Man's story inspires donation of electric wheelchair

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Alvaro Lamprea wipes away tears of joy after catching sight of his new electric wheelchair, while donor Joy Robinson empathizes with a hug.

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Lamprea tries out his new mode of transportation with the help of the chair's former owner, Joy Robinson, and assistive technology specialist Alberto Sanchez from Green and Jackson Medical.

WALLA WALLA -- As the electric wheelchair was wheeled into the room, an entire group of smiling people turned to see the reaction of its new owner.

No one knew quite what to do, however, when their eyes fell upon Alvaro Lamprea quietly sobbing, wiping away tears as fast as he could.

The moment had been several weeks in the making. When a Sept. 26 story ran in the Union-Bulletin explaining Lamprea had lost his leg in an accident caused by a drunken driver, it set off a chain of events in at least one household.

Reading about the life Lamprea had to rebuild after the July accident left him comatose for nearly a month got her thinking, said Joy Robinson, who retired last month from a 36-year career with the Jonathan M. Wainwright Memorial Veterans Affairs Medical Center.

Five years ago, Robinson discovered what it means to need help with mobility. Years of joint problems had forced the executive secretary into bilateral knee surgery. She needed an electric wheelchair for some time afterward, she said. "It allowed me to go on two-mile 'walks' and connect with nature."

Robinson fully recovered, but still had that chair. Relegated to a storage area, it was simply taking up space.

And there was Lamprea, trying to roll to appointments all over town in a manual wheelchair -- using a shoulder that had incurred its own damage in the car wreck.

It turned out Robinson's husband Larry was having the same thought. The couple considered together, then connected with Lamprea's physical therapist, Mark McComas, at Providence St. Mary Medical Center, recalled Joy as she sat next to Lamprea at the hospital on Wednesday.

The chair will be very beneficial, McComas noted. Even when Lamprea adjusts to a permanent prosthetic, "he will need the chair for long distances and when he gets tired."

The recipient-to-be could not stop smiling and swinging his legs -- including his temporary prosthetic one -- while he and everyone else waited for the chair to arrive.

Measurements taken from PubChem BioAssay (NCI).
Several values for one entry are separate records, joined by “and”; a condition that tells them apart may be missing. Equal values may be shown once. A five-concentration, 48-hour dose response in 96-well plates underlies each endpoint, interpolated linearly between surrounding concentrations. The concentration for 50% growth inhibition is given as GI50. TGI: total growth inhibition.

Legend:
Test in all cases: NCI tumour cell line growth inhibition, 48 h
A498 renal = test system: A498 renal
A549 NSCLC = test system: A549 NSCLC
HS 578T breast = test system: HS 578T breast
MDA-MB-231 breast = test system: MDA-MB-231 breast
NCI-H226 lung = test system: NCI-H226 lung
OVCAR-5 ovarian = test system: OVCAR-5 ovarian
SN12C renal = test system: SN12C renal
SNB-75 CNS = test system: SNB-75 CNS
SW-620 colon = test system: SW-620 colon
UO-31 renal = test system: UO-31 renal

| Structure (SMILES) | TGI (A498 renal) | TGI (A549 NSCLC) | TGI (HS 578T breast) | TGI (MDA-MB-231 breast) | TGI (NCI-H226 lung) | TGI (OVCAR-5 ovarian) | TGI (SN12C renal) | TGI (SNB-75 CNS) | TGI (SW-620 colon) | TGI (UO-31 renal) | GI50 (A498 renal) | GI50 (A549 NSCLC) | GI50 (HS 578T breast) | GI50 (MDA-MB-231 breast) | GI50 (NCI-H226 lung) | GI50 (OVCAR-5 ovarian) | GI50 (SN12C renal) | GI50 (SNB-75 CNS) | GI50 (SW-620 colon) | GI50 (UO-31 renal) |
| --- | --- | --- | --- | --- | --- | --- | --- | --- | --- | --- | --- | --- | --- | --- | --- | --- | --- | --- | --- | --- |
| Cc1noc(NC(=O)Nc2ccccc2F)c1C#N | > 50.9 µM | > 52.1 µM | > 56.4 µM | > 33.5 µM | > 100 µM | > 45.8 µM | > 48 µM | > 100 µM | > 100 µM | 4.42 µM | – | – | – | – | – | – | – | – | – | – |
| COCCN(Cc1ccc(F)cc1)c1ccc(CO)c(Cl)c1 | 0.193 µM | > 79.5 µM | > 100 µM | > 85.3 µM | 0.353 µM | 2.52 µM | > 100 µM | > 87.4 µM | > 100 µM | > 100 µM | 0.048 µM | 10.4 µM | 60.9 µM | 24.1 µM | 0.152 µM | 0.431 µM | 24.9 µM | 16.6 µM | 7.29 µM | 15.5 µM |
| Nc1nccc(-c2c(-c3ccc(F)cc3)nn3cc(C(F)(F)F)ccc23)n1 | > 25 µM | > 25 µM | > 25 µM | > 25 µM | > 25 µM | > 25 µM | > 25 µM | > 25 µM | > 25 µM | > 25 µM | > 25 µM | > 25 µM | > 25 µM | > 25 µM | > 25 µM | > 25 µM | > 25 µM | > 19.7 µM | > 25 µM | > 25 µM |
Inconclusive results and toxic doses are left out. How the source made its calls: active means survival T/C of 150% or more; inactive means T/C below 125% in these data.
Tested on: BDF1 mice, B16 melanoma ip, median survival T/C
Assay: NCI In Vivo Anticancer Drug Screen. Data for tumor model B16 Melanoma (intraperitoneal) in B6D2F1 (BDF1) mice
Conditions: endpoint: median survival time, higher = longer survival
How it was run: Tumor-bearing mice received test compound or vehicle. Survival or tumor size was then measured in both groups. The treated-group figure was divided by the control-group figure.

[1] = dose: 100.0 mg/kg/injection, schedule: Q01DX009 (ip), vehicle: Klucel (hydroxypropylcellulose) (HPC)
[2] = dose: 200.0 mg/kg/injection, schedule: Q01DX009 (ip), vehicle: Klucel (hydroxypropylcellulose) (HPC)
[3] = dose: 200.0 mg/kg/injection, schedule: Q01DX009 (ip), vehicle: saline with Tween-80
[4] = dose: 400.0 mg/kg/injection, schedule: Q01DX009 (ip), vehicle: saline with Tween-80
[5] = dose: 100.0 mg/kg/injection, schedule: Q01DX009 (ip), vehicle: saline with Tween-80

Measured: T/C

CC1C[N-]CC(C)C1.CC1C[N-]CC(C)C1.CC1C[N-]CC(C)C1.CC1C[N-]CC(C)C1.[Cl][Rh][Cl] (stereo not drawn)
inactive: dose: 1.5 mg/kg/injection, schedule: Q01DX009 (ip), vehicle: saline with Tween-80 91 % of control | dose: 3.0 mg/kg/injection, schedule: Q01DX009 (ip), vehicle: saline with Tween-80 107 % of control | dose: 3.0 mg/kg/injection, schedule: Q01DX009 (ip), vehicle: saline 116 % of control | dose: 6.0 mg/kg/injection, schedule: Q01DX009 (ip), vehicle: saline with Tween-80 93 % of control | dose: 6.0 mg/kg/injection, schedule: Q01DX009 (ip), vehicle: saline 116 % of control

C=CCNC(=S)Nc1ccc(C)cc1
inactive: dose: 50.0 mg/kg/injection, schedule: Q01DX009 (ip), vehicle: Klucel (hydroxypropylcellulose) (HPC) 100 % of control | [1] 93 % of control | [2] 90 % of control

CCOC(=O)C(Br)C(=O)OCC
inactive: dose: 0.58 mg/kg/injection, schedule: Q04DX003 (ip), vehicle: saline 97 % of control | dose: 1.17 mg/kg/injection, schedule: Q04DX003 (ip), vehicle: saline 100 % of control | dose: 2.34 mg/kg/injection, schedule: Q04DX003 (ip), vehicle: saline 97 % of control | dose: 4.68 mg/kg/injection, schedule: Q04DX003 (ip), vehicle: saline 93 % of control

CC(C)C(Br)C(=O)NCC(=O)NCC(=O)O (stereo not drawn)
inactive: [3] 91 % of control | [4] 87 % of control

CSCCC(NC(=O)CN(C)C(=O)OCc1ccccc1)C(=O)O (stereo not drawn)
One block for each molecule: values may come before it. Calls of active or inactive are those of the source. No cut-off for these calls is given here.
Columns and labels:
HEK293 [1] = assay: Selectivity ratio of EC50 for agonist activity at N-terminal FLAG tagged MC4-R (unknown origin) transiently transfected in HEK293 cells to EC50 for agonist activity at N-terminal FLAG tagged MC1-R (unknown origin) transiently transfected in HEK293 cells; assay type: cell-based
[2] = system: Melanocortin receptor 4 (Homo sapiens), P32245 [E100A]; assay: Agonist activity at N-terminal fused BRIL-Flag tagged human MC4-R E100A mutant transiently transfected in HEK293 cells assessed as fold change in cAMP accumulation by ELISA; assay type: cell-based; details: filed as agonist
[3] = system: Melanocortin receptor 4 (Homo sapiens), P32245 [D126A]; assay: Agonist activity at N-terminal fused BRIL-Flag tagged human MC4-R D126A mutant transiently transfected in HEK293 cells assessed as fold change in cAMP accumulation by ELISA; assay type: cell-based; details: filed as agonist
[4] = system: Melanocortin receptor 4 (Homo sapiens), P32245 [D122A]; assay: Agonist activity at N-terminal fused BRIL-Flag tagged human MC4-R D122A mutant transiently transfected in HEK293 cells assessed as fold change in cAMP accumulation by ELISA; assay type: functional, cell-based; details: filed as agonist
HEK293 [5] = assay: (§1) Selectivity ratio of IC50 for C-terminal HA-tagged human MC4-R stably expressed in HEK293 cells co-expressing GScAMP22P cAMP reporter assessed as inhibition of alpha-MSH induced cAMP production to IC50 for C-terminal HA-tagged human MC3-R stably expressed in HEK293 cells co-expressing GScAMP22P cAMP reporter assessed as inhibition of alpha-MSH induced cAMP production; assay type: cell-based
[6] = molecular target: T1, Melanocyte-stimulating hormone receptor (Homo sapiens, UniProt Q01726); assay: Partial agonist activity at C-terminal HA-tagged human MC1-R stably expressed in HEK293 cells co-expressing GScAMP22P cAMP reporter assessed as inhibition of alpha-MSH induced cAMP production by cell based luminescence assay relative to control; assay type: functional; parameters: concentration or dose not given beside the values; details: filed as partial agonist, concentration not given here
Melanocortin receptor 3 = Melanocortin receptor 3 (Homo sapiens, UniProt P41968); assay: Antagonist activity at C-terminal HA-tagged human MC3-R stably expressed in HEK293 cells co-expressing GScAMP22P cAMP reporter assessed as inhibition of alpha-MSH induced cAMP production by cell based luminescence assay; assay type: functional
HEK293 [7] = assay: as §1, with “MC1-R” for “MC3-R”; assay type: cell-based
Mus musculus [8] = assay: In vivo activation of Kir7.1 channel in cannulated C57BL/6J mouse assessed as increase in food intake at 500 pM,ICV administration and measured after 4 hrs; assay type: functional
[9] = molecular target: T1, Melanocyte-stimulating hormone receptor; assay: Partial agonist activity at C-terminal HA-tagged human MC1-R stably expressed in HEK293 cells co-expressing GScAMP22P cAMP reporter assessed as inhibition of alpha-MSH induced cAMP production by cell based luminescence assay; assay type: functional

Again and again, Lamprea thanked Robinson, who initially shied away from allowing her name to be linked to the good deed.

"And, with your permission, I will pass the chair on to someone else when I'm done," he said.

"It's yours to do with what you want," she said. "That will be fine."

The chair arrived at the St. Mary Rehabilitation Center at the hands of specialists from Green and Jackson Medical. The Walla Walla medical supply company had given the chair a tune up and new inner tubes, as well as contributing new gel-and-foam seat cushions. All without charge.

"Whenever we can do something like that, it's awesome," said store owner Darcey Benzel. "This will be nice for him. It's an older model, but those are the work horses."

For Lamprea, it was one kind gesture too many for his emotional threshold. As his tears flowed, Robinson swooped down to offer a hug and a murmur of encouragement.

"Amazing," Lamprea said, his eyes fastened on his new vehicle. In seconds, he was ready to test it.

"Oh, God," he said, sinking into the cushioned seat. "Oh, this is so nice."

As Alberto Sanchez from Green and Jackson did a chair tutorial, Robinson asked Lamprea where he was headed after this.

"Oh, I'm going upstairs to see somebody. Then I'll probably just go home."

No one in the room missed the next second, when realization dawned on Lamprea's face -- for the first time since July, the Walla Walla man could go so much farther in his new chair.

"Oh! I don't know," he joked, a smile spreading from cheek to cheek. "Maybe I'll go to the track."

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